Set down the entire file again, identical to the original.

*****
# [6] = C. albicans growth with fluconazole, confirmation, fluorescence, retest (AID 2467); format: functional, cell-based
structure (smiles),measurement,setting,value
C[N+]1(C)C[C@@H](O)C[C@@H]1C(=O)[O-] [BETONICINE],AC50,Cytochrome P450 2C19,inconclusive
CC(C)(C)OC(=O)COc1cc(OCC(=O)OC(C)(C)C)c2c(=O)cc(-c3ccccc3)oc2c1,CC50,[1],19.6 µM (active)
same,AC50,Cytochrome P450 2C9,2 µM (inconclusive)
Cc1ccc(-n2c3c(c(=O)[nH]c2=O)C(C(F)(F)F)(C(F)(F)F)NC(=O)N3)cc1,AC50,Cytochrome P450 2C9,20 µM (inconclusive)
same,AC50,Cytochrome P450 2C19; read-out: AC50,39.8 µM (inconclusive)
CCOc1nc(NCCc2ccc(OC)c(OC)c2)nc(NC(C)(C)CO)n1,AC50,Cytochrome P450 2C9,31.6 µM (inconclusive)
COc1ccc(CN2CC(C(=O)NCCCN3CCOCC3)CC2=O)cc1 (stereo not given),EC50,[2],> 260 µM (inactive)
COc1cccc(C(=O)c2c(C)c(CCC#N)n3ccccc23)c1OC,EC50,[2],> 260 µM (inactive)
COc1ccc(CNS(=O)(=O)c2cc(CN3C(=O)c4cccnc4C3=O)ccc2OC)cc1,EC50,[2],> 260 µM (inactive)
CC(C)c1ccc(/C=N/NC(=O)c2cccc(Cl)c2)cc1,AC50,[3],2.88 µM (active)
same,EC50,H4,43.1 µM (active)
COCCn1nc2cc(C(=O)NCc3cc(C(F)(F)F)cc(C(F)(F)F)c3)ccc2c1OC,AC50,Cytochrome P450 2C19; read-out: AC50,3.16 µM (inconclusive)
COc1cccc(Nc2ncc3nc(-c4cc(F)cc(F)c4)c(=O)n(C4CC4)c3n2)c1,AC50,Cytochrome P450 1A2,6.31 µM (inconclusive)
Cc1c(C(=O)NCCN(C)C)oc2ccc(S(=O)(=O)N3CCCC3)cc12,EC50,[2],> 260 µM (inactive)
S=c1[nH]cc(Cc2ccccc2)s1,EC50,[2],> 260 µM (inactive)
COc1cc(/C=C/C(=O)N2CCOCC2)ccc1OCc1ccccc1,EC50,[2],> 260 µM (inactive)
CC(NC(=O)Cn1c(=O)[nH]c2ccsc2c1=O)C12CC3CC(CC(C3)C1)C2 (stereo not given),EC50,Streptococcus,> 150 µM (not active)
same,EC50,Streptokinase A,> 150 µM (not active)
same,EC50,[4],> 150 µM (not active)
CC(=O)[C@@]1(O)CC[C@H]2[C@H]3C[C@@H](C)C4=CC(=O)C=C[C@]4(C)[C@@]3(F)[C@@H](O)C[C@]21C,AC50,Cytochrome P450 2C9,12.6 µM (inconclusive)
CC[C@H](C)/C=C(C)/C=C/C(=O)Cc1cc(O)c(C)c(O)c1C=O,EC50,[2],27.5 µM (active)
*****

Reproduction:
# [6] = C. albicans growth with fluconazole, confirmation, fluorescence, retest (AID 2467); format: functional, cell-based
structure (smiles),measurement,setting,value
C[N+]1(C)C[C@@H](O)C[C@@H]1C(=O)[O-] [BETONICINE],AC50,Cytochrome P450 2C19,inconclusive
CC(C)(C)OC(=O)COc1cc(OCC(=O)OC(C)(C)C)c2c(=O)cc(-c3ccccc3)oc2c1,CC50,[1],19.6 µM (active)
same,AC50,Cytochrome P450 2C9,2 µM (inconclusive)
Cc1ccc(-n2c3c(c(=O)[nH]c2=O)C(C(F)(F)F)(C(F)(F)F)NC(=O)N3)cc1,AC50,Cytochrome P450 2C9,20 µM (inconclusive)
same,AC50,Cytochrome P450 2C19; read-out: AC50,39.8 µM (inconclusive)
CCOc1nc(NCCc2ccc(OC)c(OC)c2)nc(NC(C)(C)CO)n1,AC50,Cytochrome P450 2C9,31.6 µM (inconclusive)
COc1ccc(CN2CC(C(=O)NCCCN3CCOCC3)CC2=O)cc1 (stereo not given),EC50,[2],> 260 µM (inactive)
COc1cccc(C(=O)c2c(C)c(CCC#N)n3ccccc23)c1OC,EC50,[2],> 260 µM (inactive)
COc1ccc(CNS(=O)(=O)c2cc(CN3C(=O)c4cccnc4C3=O)ccc2OC)cc1,EC50,[2],> 260 µM (inactive)
CC(C)c1ccc(/C=N/NC(=O)c2cccc(Cl)c2)cc1,AC50,[3],2.88 µM (active)
same,EC50,H4,43.1 µM (active)
COCCn1nc2cc(C(=O)NCc3cc(C(F)(F)F)cc(C(F)(F)F)c3)ccc2c1OC,AC50,Cytochrome P450 2C19; read-out: AC50,3.16 µM (inconclusive)
COc1cccc(Nc2ncc3nc(-c4cc(F)cc(F)c4)c(=O)n(C4CC4)c3n2)c1,AC50,Cytochrome P450 1A2,6.31 µM (inconclusive)
Cc1c(C(=O)NCCN(C)C)oc2ccc(S(=O)(=O)N3CCCC3)cc12,EC50,[2],> 260 µM (inactive)
S=c1[nH]cc(Cc2ccccc2)s1,EC50,[2],> 260 µM (inactive)
COc1cc(/C=C/C(=O)N2CCOCC2)ccc1OCc1ccccc1,EC50,[2],> 260 µM (inactive)
CC(NC(=O)Cn1c(=O)[nH]c2ccsc2c1=O)C12CC3CC(CC(C3)C1)C2 (stereo not given),EC50,Streptococcus,> 150 µM (not active)
same,EC50,Streptokinase A,> 150 µM (not active)
same,EC50,[4],> 150 µM (not active)
CC(=O)[C@@]1(O)CC[C@H]2[C@H]3C[C@@H](C)C4=CC(=O)C=C[C@]4(C)[C@@]3(F)[C@@H](O)C[C@]21C,AC50,Cytochrome P450 2C9,12.6 µM (inconclusive)
CC[C@H](C)/C=C(C)/C=C/C(=O)Cc1cc(O)c(C)c(O)c1C=O,EC50,[2],27.5 µM (active)